Redfish Lake, Sawtooth National Forest, Idaho. Photo by Chris Hunt
by Chris Hunt
I admit it. I’m biased. I love my home state of Idaho. Home to sprawling sage-brush seas, sky-piercing mountains, old-growth cedar and spruce forests and some of the best trout water on the planet, it’s no accident that I arrived here some 20 years ago with my family. There are no plans to leave.
But I’ll be the first to admit that Idaho’s politics often frustrate me. Our state Legislature can be incredibly dogmatic and not a little myopic. There’s precious little room for discussion or debate on issues of import, solely because our lawmakers are largely cut from that same rural, tough-as-nails cloth that has served their interests well for generations. Even now, two decades later, I’m a relative newcomer, and I’m always received with side-of-the-eye skepticism whenever I step into a lawmaker’s office in Boise to talk shop.
But once you pierce that crusty outer shell with some of our politicians, you can see that we all love what we all have in common—Idaho’s vast, open lands that nurture everything from elk and moose to native trout to wolves and bears. I think Idaho stacks up against any western state when it comes to the quality of it’s hunting and fishing. We just don’t see the need to brag about it.
I was heartened today to see a piece by my friend Rocky Barker in the Idaho Statesman, noting Gov. Butch Otter’s opposition to the transfer of public lands to the states for management or sale, and for good reason. Otter has seen the firefighting bill, he told Barker. But it goes further than that. Otter, in recent years, has seen fruit grow from carefully tended collaborative efforts to improve the way Idaho’s public lands are managed. He’s seen hard-nosed, conservative rural county commissioners sit down with urban-dwelling wildlife conservationists and arrive at conclusions acceptible to both. In the late 2000s, Otter watched as environmentalists, sportsmen, timber industry representatives and local elected officials hammered out the unique Idaho Roadless Rule that generally overees the federal management—and protection—of Idaho’s 8 million acres of U.S. Forest Service backcountry.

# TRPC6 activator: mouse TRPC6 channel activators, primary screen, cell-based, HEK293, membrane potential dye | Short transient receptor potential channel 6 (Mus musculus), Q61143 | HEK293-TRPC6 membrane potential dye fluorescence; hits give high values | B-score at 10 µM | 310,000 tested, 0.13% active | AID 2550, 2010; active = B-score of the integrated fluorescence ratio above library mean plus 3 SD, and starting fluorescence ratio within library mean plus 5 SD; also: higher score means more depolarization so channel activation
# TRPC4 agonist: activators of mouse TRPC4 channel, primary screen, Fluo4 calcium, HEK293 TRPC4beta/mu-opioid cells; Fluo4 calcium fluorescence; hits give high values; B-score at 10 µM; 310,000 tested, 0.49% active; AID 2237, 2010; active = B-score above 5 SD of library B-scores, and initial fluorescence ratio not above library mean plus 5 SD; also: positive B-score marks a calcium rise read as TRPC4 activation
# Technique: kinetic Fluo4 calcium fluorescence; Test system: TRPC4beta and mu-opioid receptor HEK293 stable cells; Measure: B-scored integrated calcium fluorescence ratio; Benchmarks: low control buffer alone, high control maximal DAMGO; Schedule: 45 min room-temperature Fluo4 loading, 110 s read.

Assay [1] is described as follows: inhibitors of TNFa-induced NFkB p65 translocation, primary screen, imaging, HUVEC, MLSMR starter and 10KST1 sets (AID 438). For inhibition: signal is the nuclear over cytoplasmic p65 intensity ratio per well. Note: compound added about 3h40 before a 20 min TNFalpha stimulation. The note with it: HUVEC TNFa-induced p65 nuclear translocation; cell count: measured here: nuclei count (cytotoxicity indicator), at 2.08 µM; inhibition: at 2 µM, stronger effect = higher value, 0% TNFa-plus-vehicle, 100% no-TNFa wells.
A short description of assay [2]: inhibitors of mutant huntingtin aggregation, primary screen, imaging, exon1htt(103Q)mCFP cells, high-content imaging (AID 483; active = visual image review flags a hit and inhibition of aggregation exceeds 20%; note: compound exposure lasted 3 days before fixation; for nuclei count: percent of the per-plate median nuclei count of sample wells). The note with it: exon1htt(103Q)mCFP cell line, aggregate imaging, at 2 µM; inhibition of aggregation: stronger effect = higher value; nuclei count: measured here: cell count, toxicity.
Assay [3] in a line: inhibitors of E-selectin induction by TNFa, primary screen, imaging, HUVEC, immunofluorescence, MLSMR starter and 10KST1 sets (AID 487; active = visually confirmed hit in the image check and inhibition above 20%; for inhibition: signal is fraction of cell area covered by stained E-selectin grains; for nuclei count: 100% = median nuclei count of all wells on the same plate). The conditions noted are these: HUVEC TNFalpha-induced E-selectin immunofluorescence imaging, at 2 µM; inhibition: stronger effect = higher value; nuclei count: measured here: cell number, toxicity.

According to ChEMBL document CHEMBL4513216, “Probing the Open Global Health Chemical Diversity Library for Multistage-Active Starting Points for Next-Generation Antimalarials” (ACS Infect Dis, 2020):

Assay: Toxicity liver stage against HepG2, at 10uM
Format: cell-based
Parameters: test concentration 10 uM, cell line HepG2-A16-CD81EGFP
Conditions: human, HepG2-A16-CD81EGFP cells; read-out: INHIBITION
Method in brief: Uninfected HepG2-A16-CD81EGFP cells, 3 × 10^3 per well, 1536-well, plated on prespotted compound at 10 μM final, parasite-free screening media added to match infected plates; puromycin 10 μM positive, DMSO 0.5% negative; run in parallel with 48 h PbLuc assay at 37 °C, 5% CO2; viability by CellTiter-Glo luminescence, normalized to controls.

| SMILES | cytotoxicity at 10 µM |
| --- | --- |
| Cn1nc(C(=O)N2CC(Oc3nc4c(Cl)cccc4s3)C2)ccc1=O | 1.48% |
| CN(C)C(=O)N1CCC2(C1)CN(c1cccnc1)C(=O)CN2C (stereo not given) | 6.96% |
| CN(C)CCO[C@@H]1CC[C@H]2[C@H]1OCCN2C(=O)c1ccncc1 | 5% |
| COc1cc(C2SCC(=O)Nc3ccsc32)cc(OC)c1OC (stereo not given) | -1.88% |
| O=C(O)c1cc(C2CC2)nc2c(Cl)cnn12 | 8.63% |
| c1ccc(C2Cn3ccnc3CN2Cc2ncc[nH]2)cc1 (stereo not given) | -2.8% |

Otter, in his State of the State address to the Idaho Legislature, noted the success of the U.S. Department of Agriculture’s Good Neighbor Authority, which essentially allows the state to sell federal timber leases on lands that are part of restoration efforts and have been approved for such use by the U.S. Forest Service. Idaho auctioned off its first timber sale last year and more sales, in areas where logging and restoration go hand-in-hand, are planned. As Otter pointed out to Barker, once he stopped looking at every green-clad federal forest ranger or BLM land manager as the enemy—once he realized that they put their kids in the same schools as our kids, attended our churches, ate at our diners and became part of the Idaho tapestry—it was much easier to realize progress rather than simply bemoan heavy-handed federal oversight.
And this from an old-school Sage-brush Rebel.
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The Salmon River near Stanley, Idaho.
There’s hope for Idaho and for its public lands that truly make the state what it is today. I’m certain there are still those in the state Legislature that will try to rip our public lands birthright—and our legacy—out from under us as this year’s session gets under way in Boise. But I’m heartened that our state’s chief executive has, himself, had a change of heart, and that the myopes will have to go through him and a legion of hunters and anglers who see the value of meeting in the middle, negotiating and walking away with respect for one another. And, just as importantly, we’ll walk away with our public lands heritage intact. For those of us who hike, camp, ride, fish, hunt and climb—and that’s damn near every one of us—that’s why we live here.
Yes, I love Idaho. Maybe it’s time we all bragged about it a little bit more.
Chris Hunt is the national editorial director for Trout Media. He lives and works in Idaho Falls.